Vast wandering stars of glaring sheen, ficence, feeding and upholding all these,

With luminous trail-huge comets speed,

System to system; as the reed, can receive his good, and withhold the sole

Woof binds to warp, uniting fair return of praise ? “ Praise ye Him, all ye System to system, midst the air." stars of light, and all ye sons of men!" These eccentric orbs, the comets, while

Amidst the milky way, the clustering their portentous glare often affrights whole stars seem too thick set to admit of pla- nations, do not appear to possess light netary systems, and therefore numbers of within or around themselves, like our sun, these are deemed by astronomers to be but to derive light and heat by near aphabitable worlds, furnished with luminous proaches to the sun, on their periodical appendages, like our sun, revolving round, returns to that luminary. We may even and, if not round, near each other. Yet be- conjecture, as above, that from sun to sun wildered amidst their immensity, each to these wander, deriving light from each and each shining equally as to us, in the obli- heat, heralds of space to systems numerous, quity of the range of vision, we may be, and witnesses to all of His Almighty power and I apprehend we are, deceived, as to who called them forth, and onward bears the distances of these orbs from each other, them in their course, by laws created for and as to the space required for a system. their sole guidance, durable as time. A planetary system does not require a “ And Elohim surveyed the whole, and, sphere, the diameter of which is equal to behold, it was beautifully perfect. The the diameter of the orbit of its utmost beauty and perfection of light is obvious : planet, with its atmosphere, on its equalor, the most learned philosopher appreciates but a broad ring or cylinder, in space, for these, amidst his profoundest researches ; the action of its orbs; and these cylinders and this beauty and perfection are every may, in parallel ranges, be so disposed that where so evident and splendid, that men of they appear to us, at this immense, this every grade behold them with adınication. immeasurable distance, much nearer than If this is true of light, it is by no means they really are. Thus worlds to worlds less so the luminaries which were this may roll by us unseen and unimagined day called into existence by the omnific amidst that field of light which, radiant Word : their beauty, their perfection, their above all, illumines heaven : and if there, glorious ascendancy on high, even to this elsewhere also ; for what is the utmost day, bear unimpaired testimony to the stretch of our most extended vision? It is, sublime truths expressed by Elohim on this in infinite space, a mere point, compared occasion ; and to which we say, Amen. with the immeasurable whole. In the con- “ The evening was, and the morning was, templation of such vastness, our utmost the fourth day !” This day, diverse to all faculties shrink back upon themselves, former days, completes the solar system : rather than soar aloft, afraid to tempt the the robe of light, heretofore worn by Elogiddy height, and fall. Yet, “ Lift up him, is girded upon the central orb; and your eyes on high, and behold who hath it, in his stead, becomes the sun of the created these things, that bringeth out their universe--the ascendant of day therein. host by number : He calleth them all by In this robe, the sun shines forth to worlds, names; by the greatness of his might, for the image of that uncreated light-that that he is strong in power, not one faileth. glory which perpetually emanates from It is He that sitteth upon the circle of the Him, who was, who is, and eternally will earth, and the inhabitants thereof are as be, Lord of all. grasshoppers ; that stretcheth out the hea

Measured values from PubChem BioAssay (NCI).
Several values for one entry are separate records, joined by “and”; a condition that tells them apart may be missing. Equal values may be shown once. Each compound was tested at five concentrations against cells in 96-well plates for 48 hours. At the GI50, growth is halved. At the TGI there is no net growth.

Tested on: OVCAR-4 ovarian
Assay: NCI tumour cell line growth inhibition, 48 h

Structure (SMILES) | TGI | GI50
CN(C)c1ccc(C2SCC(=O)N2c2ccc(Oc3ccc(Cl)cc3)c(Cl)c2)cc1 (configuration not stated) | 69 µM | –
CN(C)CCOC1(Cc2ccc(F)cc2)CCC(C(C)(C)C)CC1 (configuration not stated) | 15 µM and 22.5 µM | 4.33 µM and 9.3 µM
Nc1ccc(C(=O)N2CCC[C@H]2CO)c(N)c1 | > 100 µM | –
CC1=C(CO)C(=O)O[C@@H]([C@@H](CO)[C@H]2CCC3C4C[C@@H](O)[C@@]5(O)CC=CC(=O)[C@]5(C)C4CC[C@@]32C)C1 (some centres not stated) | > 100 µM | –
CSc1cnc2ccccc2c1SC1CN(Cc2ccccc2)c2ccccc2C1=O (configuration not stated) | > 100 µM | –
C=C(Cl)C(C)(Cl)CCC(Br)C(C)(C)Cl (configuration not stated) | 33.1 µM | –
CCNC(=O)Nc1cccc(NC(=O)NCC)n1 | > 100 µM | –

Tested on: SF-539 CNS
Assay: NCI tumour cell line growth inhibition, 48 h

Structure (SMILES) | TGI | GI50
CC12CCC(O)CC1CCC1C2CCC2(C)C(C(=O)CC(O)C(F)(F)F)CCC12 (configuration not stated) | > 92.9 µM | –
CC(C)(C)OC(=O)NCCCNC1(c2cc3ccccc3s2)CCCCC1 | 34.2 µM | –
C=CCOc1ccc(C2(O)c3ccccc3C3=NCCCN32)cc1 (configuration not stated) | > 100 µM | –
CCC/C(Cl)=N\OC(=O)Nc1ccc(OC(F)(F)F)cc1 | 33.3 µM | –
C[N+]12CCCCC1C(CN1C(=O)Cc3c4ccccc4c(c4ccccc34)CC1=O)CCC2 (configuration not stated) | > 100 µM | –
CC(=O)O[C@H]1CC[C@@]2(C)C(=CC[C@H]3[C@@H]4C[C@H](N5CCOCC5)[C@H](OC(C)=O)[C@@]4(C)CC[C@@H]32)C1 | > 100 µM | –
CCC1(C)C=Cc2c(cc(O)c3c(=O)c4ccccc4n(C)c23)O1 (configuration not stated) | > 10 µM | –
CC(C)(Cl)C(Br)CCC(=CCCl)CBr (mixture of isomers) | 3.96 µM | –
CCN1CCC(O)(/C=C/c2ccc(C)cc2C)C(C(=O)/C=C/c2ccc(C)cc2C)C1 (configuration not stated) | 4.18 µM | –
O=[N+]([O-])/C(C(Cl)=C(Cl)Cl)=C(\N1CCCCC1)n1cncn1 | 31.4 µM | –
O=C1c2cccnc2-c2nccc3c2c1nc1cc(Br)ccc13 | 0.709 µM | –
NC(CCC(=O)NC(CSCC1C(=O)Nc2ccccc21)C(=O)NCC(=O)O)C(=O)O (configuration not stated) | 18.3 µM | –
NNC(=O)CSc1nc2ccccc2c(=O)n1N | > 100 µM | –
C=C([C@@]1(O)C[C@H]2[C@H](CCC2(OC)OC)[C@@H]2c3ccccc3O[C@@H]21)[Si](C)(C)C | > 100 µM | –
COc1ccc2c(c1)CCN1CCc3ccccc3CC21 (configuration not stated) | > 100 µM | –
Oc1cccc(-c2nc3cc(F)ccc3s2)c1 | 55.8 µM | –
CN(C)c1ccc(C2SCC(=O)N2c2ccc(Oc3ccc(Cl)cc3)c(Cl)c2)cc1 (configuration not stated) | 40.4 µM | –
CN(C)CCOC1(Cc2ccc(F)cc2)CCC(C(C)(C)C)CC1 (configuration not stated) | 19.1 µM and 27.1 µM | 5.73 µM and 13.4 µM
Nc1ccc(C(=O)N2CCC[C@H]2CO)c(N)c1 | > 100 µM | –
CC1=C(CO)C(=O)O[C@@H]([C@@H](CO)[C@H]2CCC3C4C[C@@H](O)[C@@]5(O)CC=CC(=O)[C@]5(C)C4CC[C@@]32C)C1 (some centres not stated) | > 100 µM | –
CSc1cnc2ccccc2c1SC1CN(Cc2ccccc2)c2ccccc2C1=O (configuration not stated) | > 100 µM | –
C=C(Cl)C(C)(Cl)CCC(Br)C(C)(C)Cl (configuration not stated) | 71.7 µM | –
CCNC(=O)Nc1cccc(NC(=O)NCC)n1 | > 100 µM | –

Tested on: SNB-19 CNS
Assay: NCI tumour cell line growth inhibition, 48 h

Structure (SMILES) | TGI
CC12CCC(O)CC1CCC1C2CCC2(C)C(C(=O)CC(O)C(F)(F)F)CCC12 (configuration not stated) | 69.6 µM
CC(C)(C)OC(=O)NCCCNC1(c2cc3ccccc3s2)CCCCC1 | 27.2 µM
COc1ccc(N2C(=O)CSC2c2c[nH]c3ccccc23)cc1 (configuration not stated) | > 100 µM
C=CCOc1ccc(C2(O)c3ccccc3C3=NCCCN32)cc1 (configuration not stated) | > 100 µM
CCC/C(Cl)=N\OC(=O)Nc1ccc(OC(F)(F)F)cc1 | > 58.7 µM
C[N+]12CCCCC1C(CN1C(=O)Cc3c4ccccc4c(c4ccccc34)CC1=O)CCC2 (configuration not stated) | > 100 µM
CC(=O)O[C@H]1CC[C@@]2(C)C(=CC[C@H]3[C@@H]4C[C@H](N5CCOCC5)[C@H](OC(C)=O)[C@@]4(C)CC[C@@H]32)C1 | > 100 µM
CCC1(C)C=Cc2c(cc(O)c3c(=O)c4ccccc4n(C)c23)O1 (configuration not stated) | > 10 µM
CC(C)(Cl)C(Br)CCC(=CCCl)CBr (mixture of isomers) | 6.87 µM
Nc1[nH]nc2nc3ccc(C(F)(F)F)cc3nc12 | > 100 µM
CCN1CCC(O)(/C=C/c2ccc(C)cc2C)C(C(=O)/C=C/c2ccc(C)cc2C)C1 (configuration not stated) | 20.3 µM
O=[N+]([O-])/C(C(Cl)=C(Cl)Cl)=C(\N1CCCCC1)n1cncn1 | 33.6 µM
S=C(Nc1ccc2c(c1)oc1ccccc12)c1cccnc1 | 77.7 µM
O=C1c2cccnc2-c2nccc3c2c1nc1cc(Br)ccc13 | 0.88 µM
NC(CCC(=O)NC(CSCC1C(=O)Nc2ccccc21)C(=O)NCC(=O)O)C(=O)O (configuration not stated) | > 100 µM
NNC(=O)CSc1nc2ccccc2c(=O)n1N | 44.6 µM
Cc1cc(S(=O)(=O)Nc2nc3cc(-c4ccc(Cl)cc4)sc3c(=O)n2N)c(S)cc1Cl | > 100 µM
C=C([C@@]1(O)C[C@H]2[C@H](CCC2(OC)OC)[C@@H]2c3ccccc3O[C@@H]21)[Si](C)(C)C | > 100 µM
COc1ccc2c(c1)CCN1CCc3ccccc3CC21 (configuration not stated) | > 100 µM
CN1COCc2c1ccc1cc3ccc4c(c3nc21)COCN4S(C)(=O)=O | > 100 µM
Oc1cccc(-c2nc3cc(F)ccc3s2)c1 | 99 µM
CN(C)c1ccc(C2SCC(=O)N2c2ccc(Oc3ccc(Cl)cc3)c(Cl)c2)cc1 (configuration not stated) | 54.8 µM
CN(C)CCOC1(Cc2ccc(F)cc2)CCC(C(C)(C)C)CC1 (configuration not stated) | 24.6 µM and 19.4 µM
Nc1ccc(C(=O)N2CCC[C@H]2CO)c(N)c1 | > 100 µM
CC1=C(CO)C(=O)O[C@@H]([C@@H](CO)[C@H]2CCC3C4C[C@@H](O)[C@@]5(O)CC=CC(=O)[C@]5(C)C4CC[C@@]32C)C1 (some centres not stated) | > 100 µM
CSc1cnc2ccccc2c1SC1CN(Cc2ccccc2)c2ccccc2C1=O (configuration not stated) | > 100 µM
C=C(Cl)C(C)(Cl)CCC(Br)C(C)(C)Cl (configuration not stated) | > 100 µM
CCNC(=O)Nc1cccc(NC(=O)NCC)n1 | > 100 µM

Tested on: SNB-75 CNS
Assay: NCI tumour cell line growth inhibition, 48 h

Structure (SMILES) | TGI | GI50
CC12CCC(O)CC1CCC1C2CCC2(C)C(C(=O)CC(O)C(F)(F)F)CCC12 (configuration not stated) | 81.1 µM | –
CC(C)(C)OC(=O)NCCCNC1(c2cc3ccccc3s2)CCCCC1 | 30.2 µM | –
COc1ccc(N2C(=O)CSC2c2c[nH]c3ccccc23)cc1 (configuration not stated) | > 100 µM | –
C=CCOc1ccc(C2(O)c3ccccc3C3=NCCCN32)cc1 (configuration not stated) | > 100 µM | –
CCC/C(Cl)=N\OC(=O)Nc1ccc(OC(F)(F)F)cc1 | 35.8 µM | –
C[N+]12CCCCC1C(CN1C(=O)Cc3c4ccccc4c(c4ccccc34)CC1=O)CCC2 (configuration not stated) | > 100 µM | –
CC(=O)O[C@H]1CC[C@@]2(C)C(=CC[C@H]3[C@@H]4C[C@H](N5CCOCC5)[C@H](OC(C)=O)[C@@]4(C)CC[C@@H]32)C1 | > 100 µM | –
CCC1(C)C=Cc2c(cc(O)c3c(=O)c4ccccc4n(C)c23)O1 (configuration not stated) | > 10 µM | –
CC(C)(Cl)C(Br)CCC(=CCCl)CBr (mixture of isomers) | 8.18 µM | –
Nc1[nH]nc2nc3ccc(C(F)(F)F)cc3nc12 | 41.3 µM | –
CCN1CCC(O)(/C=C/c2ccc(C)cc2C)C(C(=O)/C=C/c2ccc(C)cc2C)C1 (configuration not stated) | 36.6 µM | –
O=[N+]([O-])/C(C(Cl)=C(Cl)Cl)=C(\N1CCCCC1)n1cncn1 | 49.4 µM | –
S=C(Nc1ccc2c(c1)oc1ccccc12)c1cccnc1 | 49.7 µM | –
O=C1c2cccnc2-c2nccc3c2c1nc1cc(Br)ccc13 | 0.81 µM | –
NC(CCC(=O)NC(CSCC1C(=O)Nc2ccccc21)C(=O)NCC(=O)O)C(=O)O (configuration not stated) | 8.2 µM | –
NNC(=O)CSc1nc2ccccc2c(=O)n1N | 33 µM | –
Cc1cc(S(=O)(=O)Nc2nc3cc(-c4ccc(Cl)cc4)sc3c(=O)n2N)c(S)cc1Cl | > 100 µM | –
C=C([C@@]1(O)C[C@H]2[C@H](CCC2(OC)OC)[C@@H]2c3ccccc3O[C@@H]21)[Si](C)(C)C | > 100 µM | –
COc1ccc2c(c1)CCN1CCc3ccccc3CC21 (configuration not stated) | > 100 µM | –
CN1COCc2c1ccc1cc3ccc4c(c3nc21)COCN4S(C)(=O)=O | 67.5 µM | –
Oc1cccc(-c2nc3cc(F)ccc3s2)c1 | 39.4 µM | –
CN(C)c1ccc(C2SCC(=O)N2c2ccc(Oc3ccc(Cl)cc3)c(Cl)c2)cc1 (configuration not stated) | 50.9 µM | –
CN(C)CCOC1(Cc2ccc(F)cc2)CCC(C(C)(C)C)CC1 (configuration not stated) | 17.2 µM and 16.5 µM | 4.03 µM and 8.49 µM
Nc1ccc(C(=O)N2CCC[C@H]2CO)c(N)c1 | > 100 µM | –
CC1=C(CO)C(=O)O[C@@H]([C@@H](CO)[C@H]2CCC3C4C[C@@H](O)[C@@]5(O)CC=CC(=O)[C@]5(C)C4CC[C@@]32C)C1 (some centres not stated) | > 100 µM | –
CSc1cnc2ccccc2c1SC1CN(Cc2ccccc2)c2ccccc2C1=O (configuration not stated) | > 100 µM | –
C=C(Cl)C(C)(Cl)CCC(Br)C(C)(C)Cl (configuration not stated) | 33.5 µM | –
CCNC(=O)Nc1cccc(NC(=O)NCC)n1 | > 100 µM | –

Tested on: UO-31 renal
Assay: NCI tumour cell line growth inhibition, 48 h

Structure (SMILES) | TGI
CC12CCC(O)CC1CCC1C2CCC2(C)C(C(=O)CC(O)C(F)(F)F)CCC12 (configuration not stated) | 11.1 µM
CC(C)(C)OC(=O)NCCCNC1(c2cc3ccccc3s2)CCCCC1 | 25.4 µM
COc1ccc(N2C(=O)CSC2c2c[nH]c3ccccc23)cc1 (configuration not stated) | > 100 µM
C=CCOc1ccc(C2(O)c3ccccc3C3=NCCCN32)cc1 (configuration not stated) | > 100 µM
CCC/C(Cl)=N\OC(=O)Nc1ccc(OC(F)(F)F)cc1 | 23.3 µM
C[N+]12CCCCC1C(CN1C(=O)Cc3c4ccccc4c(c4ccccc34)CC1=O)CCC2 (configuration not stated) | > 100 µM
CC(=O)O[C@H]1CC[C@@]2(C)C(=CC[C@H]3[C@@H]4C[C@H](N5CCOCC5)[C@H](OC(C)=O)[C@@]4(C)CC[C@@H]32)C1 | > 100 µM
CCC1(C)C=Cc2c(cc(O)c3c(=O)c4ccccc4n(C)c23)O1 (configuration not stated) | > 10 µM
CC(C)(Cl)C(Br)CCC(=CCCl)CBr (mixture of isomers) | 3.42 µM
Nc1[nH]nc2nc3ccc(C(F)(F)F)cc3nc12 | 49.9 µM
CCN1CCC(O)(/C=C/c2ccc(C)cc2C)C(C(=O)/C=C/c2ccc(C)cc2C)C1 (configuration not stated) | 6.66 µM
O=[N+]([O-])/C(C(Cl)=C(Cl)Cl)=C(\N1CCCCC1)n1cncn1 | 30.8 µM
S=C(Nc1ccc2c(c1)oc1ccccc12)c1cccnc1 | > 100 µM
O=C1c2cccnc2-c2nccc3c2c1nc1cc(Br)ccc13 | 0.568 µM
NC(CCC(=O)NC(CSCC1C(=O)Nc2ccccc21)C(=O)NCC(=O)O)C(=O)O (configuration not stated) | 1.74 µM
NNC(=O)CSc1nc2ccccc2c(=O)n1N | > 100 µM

King Square, Feb. 15. 1832. vens as a curtain, and spreadeth them out:

W. ColdwELL. 2D, SERIES, NO. 20.-VOL. II.

ЗА

164.--VOL. XIV.

THE FISHERMAN.

Harry Jones the mason, he heard with de(Founded on fact.)

light the merry voice of the old man's "God moves in a mysterious way,

daughter, vying with the lark, as he beat His wonders to perform;

the morning air with rapid wing, and He plants his footsteps in the sea,

soared beyond the scene of mortal eye-And rides upon the storm. Deep, in unfathomable mines

and as he returned in the evening, John Of never-failing skill,

knew no creed of politeness which should He treasures up his bright designs, And works his sovereign will."

prevent him from peeping through the win

dow, and listening to the same sweet voice Ar a time of general sorrow, amid accumu

reading to her aged parents the word of lated distress and devastation, such as storin

God. He sought opportunity, and hesitated and tempest leave behind in their career of

not to tell her he loved :-ere the sun had confusion, destruction, and death, an iso finished his annual race, Jane was in posseslated case is easily passed over ; and the sion of his heart and his hopes, and, with heart, in its pity for the suffering mass, can scarcely confine itself to one, however high fisherman's wife.

the ready consent of her parents, became the

«. The house is not very the climax of woe may rise. Notwithstand- nice now,” said John when he took his ing, there are persons to be found who can

bride to her new home, “but I know you behold individual woe prominent in wretch

will soon make all shine like a shilling.” Jane edness, without feeling emotions of sympathy speedily planned many improvements; and awakened in their icy bosoms; yet it is presumed that few, if any, can read the follow- caught her to his throbbing bosom, and, as

as she was telling John her little plans, he ing brief narrative, though not a tale of she returned the gentle pressure, each whisyesterday, with indifference. John Thomas was the only son of Richard pered, “Shall we not be happy?" and they

were happy. Content in the situation in Thomas, an industrious and skilful fisher

which a benevolent Providence had placed man; who, after plodding through three- them, and happy in the possession of each score and seven years, quitted “this vale

other, of tears,” to take possession of “an house not made with hands, eternal in the heavens." "They thought, they felt, they wish'd the same,